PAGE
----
It would have all been easier if the French had not gotten all full of themselves in coming up with the metrique systeme. Luckily they were not prescient enough to also set up a Federation Internationale Modellisme and thus adjudicate all of our modeling efforts for ever more......
dan
:glad:

Back To Top

 Posted: Mon Jan 26th, 2015 05:37 pm
  PMQuoteReply
25th Post
Helmut
Registered


Joined: Sun Feb 17th, 2013
Location: Friedberg, Germany
Posts: 1177
Status: 
Offline
Oh, and don't forget how a those 'reasonable' Military scales came to life...Those 'darned Brits' had 1", 2" , 2.5", and 3" pewter casting moulds for their soldier figures -  now take a height of 72" for a man, ( soldiers always have to be impressive ) and there you are.
1:72, 1:36, 1:29  and 1:24

Last edited on Mon Jan 26th, 2015 05:37 pm by Helmut



____________________
Regards, H.
Back To Top

 Posted: Mon Jan 26th, 2015 06:41 pm
  PMQuoteReply
26th Post
Dan W
Registered
 

Joined: Fri Jan 23rd, 2015
Location:  
Posts: 10
Status: 
Offline
Let's not even get started on the gamers and figure (doll?) collector/painters............28mm, 54mm, etc.,etc. They have us model rail guys beat all to heck when it comes to scale bashing...
We have a current tv program here in the US that tries to explain how our states got their borders and names.....some good stories there.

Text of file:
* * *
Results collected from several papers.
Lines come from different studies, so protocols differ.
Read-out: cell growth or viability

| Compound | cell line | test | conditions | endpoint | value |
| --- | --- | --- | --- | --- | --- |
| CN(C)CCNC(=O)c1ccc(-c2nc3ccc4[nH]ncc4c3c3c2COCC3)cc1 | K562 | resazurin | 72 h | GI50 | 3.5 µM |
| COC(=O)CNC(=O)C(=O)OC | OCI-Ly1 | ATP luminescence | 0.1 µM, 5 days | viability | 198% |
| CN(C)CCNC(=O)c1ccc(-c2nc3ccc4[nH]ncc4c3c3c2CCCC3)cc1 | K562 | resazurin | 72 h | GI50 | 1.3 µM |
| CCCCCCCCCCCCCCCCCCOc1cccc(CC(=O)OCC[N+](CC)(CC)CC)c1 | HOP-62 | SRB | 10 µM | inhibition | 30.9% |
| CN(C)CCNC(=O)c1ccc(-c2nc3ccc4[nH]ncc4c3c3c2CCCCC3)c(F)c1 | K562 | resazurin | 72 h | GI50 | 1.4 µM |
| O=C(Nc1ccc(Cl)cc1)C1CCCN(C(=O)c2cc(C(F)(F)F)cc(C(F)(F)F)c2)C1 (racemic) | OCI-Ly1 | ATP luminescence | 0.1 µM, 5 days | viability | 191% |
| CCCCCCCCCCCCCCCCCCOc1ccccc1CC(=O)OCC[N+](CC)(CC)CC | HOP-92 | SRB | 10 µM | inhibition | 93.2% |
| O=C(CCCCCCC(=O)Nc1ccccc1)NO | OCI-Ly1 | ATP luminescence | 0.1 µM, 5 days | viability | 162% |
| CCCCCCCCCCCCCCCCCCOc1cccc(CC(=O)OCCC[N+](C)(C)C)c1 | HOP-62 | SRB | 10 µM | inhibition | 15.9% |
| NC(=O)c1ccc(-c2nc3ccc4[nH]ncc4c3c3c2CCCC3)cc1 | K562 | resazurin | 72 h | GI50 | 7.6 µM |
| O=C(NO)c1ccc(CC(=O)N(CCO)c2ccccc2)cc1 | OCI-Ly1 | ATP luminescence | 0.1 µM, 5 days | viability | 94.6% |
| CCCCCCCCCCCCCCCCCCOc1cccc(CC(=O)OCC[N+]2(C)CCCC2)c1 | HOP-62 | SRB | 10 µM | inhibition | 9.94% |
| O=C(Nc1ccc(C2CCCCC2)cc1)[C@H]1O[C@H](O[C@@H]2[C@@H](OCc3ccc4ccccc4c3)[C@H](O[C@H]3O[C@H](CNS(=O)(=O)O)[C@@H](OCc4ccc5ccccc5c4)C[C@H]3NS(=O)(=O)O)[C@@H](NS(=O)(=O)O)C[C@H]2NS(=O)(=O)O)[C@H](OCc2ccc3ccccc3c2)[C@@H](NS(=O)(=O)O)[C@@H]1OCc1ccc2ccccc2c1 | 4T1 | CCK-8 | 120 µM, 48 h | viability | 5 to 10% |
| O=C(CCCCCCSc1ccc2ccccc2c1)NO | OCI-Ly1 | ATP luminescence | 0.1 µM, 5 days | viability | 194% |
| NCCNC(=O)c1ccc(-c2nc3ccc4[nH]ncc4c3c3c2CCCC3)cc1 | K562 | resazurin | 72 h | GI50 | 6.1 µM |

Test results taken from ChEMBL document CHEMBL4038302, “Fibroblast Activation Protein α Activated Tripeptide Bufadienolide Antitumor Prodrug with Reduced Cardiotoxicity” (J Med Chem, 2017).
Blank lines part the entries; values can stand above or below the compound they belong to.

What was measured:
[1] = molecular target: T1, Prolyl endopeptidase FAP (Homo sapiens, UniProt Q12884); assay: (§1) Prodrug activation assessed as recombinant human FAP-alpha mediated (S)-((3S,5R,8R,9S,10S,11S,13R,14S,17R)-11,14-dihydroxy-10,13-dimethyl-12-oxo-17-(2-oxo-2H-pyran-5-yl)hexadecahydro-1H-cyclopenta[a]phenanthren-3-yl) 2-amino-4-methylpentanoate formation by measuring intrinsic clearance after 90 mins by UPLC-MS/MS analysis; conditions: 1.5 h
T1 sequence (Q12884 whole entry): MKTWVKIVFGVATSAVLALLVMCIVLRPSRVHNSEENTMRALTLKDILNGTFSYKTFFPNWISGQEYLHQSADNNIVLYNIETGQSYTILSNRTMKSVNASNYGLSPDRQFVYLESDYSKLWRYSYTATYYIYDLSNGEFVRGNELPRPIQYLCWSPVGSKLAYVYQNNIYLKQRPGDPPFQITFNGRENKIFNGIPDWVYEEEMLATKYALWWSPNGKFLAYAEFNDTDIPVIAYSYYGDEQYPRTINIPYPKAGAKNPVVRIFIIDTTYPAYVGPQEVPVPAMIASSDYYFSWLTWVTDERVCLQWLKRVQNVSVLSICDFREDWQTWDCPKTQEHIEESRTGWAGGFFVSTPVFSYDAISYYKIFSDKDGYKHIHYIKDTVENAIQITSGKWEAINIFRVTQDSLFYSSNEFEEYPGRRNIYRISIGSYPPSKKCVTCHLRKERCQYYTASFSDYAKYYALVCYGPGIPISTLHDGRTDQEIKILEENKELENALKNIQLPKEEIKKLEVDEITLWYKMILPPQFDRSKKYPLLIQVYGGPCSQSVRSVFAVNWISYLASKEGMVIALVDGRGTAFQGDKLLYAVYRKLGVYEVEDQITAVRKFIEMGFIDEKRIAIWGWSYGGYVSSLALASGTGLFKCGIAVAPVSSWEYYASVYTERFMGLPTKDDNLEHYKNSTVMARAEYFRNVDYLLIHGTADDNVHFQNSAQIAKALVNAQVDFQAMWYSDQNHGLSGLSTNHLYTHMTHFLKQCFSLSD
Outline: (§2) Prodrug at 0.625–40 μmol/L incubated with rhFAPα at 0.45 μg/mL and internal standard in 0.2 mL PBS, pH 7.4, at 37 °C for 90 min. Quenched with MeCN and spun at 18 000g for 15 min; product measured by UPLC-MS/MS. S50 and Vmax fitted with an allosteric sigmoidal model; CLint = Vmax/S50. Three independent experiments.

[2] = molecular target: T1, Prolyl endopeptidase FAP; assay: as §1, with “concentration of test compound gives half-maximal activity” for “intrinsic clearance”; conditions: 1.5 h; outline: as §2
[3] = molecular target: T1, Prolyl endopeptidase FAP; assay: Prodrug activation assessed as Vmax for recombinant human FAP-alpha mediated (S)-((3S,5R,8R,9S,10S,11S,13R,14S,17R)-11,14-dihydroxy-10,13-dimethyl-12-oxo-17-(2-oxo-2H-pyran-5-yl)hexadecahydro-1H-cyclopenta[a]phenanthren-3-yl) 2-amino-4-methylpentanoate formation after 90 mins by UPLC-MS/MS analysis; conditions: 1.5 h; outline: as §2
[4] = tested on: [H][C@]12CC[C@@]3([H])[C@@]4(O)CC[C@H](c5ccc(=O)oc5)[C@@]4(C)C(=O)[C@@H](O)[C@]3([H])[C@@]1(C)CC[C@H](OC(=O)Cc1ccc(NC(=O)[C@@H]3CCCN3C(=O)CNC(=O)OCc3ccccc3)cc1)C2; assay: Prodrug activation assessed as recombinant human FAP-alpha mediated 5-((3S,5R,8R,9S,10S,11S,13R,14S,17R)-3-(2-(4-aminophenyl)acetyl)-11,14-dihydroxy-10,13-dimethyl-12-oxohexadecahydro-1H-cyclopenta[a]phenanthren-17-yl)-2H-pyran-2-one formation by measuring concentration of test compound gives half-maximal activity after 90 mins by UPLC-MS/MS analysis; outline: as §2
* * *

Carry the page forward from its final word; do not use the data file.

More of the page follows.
For our purposes, when it comes down to it, we pretty much can group the 1/76-87-ish scales together under the "HO/OO" name, the 1/48-ish scales together under the "O", and the 1/32-ish scales together (isn't there an "F" associated with 3/8" to the foot scale somehow?) as far as general size and suitability of exchanging various components to suit our needs. Not so sure about the "G" scene........quite a spread between the high teens and the low thirties in scale, not to mention the blonde at the end of the bar....
dan

Back To Top

 Posted: Tue Jan 27th, 2015 01:58 am
  PMQuoteReply
27th Post
Ray Dunakin
Registered
 

Joined: Wed Jul 25th, 2012
Location: San Diego
Posts: 1242
Status: 
Offline
If we add "n" to the scale designation to indicate narrow gauge (HOn3, On30, etc) then what is used to indicate broad gauge? Maybe a "b"?

For instance, if someone was modeling in HO scale, a pre-Civil War southern railroad that was 5' gauge, would it be HOb5?



____________________
Visit http://www.raydunakin.com to see photos of the rugged and rocky In-ko-pah Railroad!
Back To Top

 Posted: Tue Jan 27th, 2015 03:51 am
  PMQuoteReply
28th Post
Dan W
Registered
 

Joined: Fri Jan 23rd, 2015
Location:  
Posts: 10
Status: 
Offline
That works for me.....have recently been studying up on Russian Revolution and up thru WW2 armored trains, those of which in the USSR were 5' ga. Also have seen info on our Civil War railroads which were a bunch of gauges, and not just in the south. Very interesting point that you brought up, Ray.
So my 1/48th scale static models of Soviet armored trains shown on Atlas track would actually be Ob5.......while the German and other Euro units would mostly be just plain O.
dan

Back To Top

 Posted: Tue Jan 27th, 2015 08:59 am
  PMQuoteReply
29th Post
hminky
Registered
 

Joined: Wed Apr 5th, 2006
Location:  
Posts: 263
Status: 
Offline
Herb Kephart wrote: I remember way back, there was a discussion in NG&IRR, as to whether it was ''better'' to use a commercial gauge track and wheel dimensions, altering scale to suit, or to go with a popular scale, and make the wheels/track fit that scale.